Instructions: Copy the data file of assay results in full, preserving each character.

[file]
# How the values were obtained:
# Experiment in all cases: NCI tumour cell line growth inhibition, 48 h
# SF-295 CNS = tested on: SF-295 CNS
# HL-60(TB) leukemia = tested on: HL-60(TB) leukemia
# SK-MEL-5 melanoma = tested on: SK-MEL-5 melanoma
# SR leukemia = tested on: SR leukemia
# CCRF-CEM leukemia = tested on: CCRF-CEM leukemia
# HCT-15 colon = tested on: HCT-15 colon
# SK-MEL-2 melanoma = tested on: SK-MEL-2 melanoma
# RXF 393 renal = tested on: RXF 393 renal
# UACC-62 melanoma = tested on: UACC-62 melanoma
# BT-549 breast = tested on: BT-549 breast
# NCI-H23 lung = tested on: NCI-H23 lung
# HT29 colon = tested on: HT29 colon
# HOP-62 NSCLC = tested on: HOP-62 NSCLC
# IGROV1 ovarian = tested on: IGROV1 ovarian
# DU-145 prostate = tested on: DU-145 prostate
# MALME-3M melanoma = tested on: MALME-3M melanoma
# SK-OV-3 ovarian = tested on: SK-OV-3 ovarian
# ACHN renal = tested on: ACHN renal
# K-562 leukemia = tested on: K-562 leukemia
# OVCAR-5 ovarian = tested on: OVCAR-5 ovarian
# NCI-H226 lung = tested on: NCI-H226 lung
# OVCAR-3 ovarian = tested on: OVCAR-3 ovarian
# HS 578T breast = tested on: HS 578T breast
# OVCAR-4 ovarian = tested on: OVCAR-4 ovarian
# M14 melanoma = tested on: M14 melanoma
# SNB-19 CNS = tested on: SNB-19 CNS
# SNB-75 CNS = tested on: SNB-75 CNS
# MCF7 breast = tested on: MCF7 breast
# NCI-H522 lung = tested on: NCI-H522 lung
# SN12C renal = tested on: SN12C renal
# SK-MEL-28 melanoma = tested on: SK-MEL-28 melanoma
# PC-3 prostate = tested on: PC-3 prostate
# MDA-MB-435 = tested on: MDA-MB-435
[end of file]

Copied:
# How the values were obtained:
# Experiment in all cases: NCI tumour cell line growth inhibition, 48 h
# SF-295 CNS = tested on: SF-295 CNS
# HL-60(TB) leukemia = tested on: HL-60(TB) leukemia
# SK-MEL-5 melanoma = tested on: SK-MEL-5 melanoma
# SR leukemia = tested on: SR leukemia
# CCRF-CEM leukemia = tested on: CCRF-CEM leukemia
# HCT-15 colon = tested on: HCT-15 colon
# SK-MEL-2 melanoma = tested on: SK-MEL-2 melanoma
# RXF 393 renal = tested on: RXF 393 renal
# UACC-62 melanoma = tested on: UACC-62 melanoma
# BT-549 breast = tested on: BT-549 breast
# NCI-H23 lung = tested on: NCI-H23 lung
# HT29 colon = tested on: HT29 colon
# HOP-62 NSCLC = tested on: HOP-62 NSCLC
# IGROV1 ovarian = tested on: IGROV1 ovarian
# DU-145 prostate = tested on: DU-145 prostate
# MALME-3M melanoma = tested on: MALME-3M melanoma
# SK-OV-3 ovarian = tested on: SK-OV-3 ovarian
# ACHN renal = tested on: ACHN renal
# K-562 leukemia = tested on: K-562 leukemia
# OVCAR-5 ovarian = tested on: OVCAR-5 ovarian
# NCI-H226 lung = tested on: NCI-H226 lung
# OVCAR-3 ovarian = tested on: OVCAR-3 ovarian
# HS 578T breast = tested on: HS 578T breast
# OVCAR-4 ovarian = tested on: OVCAR-4 ovarian
# M14 melanoma = tested on: M14 melanoma
# SNB-19 CNS = tested on: SNB-19 CNS
# SNB-75 CNS = tested on: SNB-75 CNS
# MCF7 breast = tested on: MCF7 breast
# NCI-H522 lung = tested on: NCI-H522 lung
# SN12C renal = tested on: SN12C renal
# SK-MEL-28 melanoma = tested on: SK-MEL-28 melanoma
# PC-3 prostate = tested on: PC-3 prostate
# MDA-MB-435 = tested on: MDA-MB-435